French govt pushes ‘progressive’ labor bill through parliament without vote for 3rd time

French labour union workers and students attend a demonstration against the French labour law proposal in Marseille, France, as part of a nationwide labor reform protests and strikes. The slogan reads "No to the break-up of the labour law. Withdrawal of El Khomri law". © Jean-Paul Pelissier
The French PM has again used exceptional constitutional measures to push through a third reading of a controversial labor reform bill which sparked months of protests across France. The bill will be adopted unless the lower house files a no-confidence motion.

Failing to garner enough support for the labor reform bill on Wednesday, Prime Minister Manuel Valls resorted to so-called Article 49.3. This is the third time he has used the special clause in the constitution which allows laws to be approved without parliamentary vote.

According to France 24, Valls described the bill as a “progressive” text that was “necessary for the future of the country” as he spoke before the parliament.

The labor reform bill has been under parliament’s revision since February and has previously undergone two readings and pushed through without a vote twice.

The only thing that could thwart the law’s adoption now is a no-confidence vote which the National Assembly would have to stage within 24 hours. Unless it does so, the law is considered to have been passed.

French president Francois Hollande and minister Valls who say that the labor reform would boost the country’s economy and decrease unemployment have been facing strong criticism from student groups and trader unions. France was engulfed in mass protests for months with opponents insisting that the reforms would infringe on workers’ rights as it would allow employers to sack workers more easily and would extend working hours.

READ MORE: Hollande threatens to ban demos as French anti-labor law protests grow

The previous use of Article 49.3, to impose labor reform by decree, received accusations from the public who are wary that the government is compromising democracy.

Hoping to garner support for the bill’s approval, France’s Socialist government has repeatedly watered down on the law’s original version. However, the concessions only angered right-wing MPs.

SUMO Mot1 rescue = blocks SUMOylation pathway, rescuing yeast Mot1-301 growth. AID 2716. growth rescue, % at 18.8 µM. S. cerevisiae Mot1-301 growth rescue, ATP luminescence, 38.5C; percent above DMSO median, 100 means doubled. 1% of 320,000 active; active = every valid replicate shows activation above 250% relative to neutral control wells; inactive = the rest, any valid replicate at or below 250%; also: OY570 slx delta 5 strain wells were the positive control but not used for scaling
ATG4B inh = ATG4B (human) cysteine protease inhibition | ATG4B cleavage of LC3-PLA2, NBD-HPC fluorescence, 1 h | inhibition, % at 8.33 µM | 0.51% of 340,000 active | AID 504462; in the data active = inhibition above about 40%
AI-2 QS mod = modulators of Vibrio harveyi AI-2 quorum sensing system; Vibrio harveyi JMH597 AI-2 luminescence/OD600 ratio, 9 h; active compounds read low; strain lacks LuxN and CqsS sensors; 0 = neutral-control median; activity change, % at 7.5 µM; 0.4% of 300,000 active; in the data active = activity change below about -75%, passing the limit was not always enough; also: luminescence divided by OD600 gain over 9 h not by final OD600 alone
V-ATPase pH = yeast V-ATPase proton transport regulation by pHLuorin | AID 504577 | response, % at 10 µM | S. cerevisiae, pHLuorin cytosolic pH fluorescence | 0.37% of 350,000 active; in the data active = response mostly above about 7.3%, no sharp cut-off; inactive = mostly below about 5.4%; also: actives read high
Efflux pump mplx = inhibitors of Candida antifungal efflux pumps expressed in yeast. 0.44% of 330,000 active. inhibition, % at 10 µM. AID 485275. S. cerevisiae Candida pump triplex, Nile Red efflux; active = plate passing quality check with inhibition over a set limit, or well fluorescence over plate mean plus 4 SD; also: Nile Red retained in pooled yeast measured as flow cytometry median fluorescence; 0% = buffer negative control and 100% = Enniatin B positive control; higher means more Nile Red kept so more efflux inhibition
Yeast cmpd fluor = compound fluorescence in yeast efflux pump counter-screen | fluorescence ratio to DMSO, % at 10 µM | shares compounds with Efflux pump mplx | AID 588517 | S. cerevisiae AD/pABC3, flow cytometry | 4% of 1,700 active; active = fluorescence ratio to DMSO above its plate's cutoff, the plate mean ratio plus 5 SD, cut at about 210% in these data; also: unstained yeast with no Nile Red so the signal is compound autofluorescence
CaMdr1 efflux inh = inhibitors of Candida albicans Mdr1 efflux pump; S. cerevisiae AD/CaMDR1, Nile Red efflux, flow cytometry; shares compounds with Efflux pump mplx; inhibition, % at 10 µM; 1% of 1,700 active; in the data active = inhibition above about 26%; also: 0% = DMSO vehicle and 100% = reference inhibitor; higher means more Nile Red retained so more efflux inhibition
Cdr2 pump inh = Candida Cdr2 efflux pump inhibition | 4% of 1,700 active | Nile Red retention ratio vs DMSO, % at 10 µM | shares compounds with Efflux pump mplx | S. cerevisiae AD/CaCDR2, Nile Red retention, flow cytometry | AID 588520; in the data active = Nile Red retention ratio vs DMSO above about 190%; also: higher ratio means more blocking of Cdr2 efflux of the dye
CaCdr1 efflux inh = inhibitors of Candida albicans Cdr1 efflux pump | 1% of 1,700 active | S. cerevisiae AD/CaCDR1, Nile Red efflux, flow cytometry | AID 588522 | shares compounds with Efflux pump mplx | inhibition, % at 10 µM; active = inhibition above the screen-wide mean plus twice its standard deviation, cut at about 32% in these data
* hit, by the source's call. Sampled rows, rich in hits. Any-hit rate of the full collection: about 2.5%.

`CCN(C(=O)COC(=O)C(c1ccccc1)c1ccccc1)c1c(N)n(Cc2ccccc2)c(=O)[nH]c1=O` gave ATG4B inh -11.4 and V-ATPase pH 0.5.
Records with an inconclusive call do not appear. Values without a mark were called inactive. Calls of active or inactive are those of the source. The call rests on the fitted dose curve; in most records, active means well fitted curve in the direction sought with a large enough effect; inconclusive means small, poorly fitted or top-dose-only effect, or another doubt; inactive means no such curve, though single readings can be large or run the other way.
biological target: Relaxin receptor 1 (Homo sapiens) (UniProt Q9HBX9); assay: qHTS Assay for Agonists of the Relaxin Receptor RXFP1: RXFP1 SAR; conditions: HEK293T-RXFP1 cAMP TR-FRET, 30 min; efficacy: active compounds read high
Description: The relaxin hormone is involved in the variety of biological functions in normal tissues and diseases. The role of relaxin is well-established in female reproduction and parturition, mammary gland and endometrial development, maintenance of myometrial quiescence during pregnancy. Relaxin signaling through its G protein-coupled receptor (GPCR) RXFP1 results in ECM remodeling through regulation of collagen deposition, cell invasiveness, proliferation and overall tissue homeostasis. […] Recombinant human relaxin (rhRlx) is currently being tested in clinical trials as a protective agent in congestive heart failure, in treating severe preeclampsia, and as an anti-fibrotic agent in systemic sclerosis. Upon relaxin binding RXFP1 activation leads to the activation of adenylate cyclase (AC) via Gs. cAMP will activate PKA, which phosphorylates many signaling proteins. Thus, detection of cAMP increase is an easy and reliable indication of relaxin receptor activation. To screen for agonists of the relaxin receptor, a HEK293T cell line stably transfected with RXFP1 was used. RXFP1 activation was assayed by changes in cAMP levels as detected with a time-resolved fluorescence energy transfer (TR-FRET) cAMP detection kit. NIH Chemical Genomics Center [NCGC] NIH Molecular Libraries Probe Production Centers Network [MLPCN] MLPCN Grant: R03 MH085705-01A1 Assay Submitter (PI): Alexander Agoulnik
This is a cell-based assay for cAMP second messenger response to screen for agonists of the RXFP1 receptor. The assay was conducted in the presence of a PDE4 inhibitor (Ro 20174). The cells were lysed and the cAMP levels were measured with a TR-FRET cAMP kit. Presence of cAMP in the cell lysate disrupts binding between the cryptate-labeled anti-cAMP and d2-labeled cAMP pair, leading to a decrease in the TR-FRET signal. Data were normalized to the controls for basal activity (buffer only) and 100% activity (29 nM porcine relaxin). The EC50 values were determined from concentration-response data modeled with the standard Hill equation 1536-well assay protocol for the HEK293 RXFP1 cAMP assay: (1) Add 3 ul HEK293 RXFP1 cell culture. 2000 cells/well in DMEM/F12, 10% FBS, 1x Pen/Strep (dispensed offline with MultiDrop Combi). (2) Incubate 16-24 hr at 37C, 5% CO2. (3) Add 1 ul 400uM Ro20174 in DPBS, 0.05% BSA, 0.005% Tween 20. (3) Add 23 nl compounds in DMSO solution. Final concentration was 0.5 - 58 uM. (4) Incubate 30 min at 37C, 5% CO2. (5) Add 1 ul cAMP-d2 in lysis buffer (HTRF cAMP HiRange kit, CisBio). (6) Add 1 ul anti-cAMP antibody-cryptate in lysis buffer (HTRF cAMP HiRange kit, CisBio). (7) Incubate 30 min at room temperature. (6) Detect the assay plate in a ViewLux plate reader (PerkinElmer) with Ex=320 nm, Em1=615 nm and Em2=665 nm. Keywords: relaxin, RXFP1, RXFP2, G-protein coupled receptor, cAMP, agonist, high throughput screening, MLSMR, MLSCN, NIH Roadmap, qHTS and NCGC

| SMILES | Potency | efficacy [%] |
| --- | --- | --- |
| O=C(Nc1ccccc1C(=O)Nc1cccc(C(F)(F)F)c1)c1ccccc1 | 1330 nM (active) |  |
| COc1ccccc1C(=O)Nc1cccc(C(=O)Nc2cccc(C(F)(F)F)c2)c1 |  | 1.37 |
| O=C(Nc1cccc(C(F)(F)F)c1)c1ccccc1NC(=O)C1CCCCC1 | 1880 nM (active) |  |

“This bill is, and will forever remain, stained by its antidemocratic character,” the Force Ouvrière (FO) union said in a statement on Wednesday, France 24 reported.

Opponents of the legislation, who failed twice by just two votes to scrap the law promised to collect 60 signatures from MPs and appeal to France’s Constitutional Council.

The final debate on the law should have been scheduled for a later time “for democratic reasons” given the “context linked to terror attacks and the debate going on in parliament on prolonging the state of emergency,” leftist union FO, said according to the Telegraph. In the wake of the gruesome terrorist attack in Nice which left 84 people dead last week, the National Assembly voted to extend the ongoing state of emergency in France for another six months.

READ MORE: French national assembly votes to extend state of emergency for another 6 months

France has been rocked by anti-labor reform protests for four months. The rallies, which kicked off in March under the slogans LoiTravail (Labor Law) and NuitDebout (Rise Up At Night), have repeatedly turned violent, frequently ending in arrests and injuries.

The controversial bill technically maintains the 35-hour work week, but says that in case of “exceptional circumstances,” employees can be asked to work up to 60 hours a week. It also eases layoffs and weakens some powers of the unions.

No protests have taken place immediately after the parliamentary move on Wednesday, while unions earlier promised to launch another series of strikes on September 15.